Get your Fotofire web fix with this week’s collection of the team’s favourite technology news.
Microsoft buys Nokia
Nokia can trace its roots back to 1865 and a pulp mill in southwest Finland. A century and a half later, and after a few troubled years for the phone giant, Microsoft is buying Nokia for £4.6bn.
Microsoft's purchase of Nokia's handset business, along with a long-term licence of its patent portfolio and for its Here maps products, has sent shockwaves through the industry. What everyone wants to know is: what does it mean?
For the average consumer, it doesn’t mean much at all. The acquisition won't close until early next year. Phones with Nokia's brand will still be on sale. But you'll probably see the "feature phone" devices vanish within a year as they are withdrawn from all but the lowest-cost markets, such as Africa. Then Microsoft will try to get people to upgrade to Lumia and Asha phones.
But will cheap Android – and even cheap iPhones (scroll down to find out more!) – be a bigger temptation? That's been the problem for Microsoft since October 2010, when it launched Windows Phone, and it hasn't found the solution yet.
Finland has, however, lost its crown jewel – Nokia used to be worth 10% of all of Finland's manufacturing. Over the past five years it has been gradually shrinking, and the diaspora created from that has created pockets of technological innovation. The acquisition is sure to see a number of people leaving Nokia to look for jobs inside Finland rather than move to join Microsoft. But that could inspire a new generation of developers with new ideas – rather like Rovio, the Finnish company that now dominates the app world through its Angry Birds franchise.
After the emotional rollercoaster of comments on Twitter and Facebook when the news broke, discussion and analysis became more rational; the consensus now is on the future, and what Nokia will do with the fresh cash in its piggybank.
This status update sums up the prevailing general view quite well: "Nokia's catastrophe may be a good opportunity for Finland – we're a nation that tends to get stronger the heavier we're kicked between the legs."
Only One Week Left…
Apple has begun the marketing campaign for its latest iPhones, sending out invitations to an event at its Californian campus on September 10th. Put this in your diary, gadget geeks!
The event is expected to include the introduction of two new iPhone models: an iPhone 5S, successor to the current iPhone 5, and a lower-cost iPhone 5C.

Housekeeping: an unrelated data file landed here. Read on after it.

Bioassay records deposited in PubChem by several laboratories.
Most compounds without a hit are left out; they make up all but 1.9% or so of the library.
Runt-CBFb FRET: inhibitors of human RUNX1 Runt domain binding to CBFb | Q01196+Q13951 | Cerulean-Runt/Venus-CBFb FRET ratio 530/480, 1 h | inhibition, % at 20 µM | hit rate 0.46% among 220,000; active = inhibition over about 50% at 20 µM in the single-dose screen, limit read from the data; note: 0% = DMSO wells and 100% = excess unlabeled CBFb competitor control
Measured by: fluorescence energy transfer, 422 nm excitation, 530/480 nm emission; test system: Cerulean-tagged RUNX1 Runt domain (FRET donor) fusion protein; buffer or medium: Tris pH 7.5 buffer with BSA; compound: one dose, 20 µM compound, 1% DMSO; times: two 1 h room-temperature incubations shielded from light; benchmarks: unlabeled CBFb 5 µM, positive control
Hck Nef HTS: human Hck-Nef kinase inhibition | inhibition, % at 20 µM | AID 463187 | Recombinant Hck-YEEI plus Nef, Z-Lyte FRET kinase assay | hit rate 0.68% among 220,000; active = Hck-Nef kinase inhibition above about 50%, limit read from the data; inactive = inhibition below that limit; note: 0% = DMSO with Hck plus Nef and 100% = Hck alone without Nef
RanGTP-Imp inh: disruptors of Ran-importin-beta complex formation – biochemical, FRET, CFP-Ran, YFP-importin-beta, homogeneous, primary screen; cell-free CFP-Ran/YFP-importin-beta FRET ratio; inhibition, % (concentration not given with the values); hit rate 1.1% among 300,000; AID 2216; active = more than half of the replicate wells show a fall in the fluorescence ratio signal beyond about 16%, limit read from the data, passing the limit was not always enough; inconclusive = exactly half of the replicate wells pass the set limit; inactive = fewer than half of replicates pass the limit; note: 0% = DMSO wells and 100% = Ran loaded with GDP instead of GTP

Leaked photographs showing the iPhone 5C in yellow, green, pink and white suggest that the budget model will be housed in plastic casing, with reports indicating its screen and insides will be largely those of the iPhone 5.
The event will undoubtedly see a final preview of iOS 7 before it is released to the public. Details about iTunes Radio, Apple’s answer to music streaming service Spotify, may also be shared.
The company is holding a separate event for European journalists in Berlin at its Kurfürstendamm Apple Store, where the California launch will be simulcast.
Reports claim the 5S will come in gold as well as the usual white and black options, and will contain an improved 13-megapixel camera with two LED flashes. A fingerprint scanner may also be incorporated for extra user security.
Apple stores are expected to stock the new handsets from September 20th.
Trapped in the Web?
Although ‘internet addiction’ has yet to be officially recognized as a psychiatric condition, a hospital in Pennsylvania has become the first in the world to offer a treatment program for it.
According to Fox News, the voluntary inpatient program – which means no forced intervention – has been set up by ‘experts in the field and cognitive specialists with backgrounds in treating more familiar addictions like drug and alcohol abuse’.
Patients taking part in the $14000 program will go through a ‘digital detox’ where they are cut off from the internet for 72 hours – after which, they will go through psychological evaluation and counseling activities.
Founder of the non-profit program, Dr Kimberly Young, points out that a ‘mere dependence on modern technology does not make someone an internet addict’.
Take a Break
Did you know that Android’s operating systems are named after delicious sweet treats? Cupcake, Donut, Éclair, Froyo, Gingerbread, Honeycomb, Ice-cream Sandwich and Jelly Bean are previous names.
Android’s latest OS name, ‘KitKat’, was announced by Google’s senior VP on Twitter.
To celebrate its launch, Google has teamed up with Nestlé for a cross-promotional partnership—the green Android robot will soon be appearing on Kit Kat packaging and candy consumers will also stand a chance to win a Nexus 7 or Google Play credit.
This marketing partnership has also produced 50 million Android robot-shaped Kit Kat bars that will be available in 19 countries—needless to say; they are almost too cute to eat.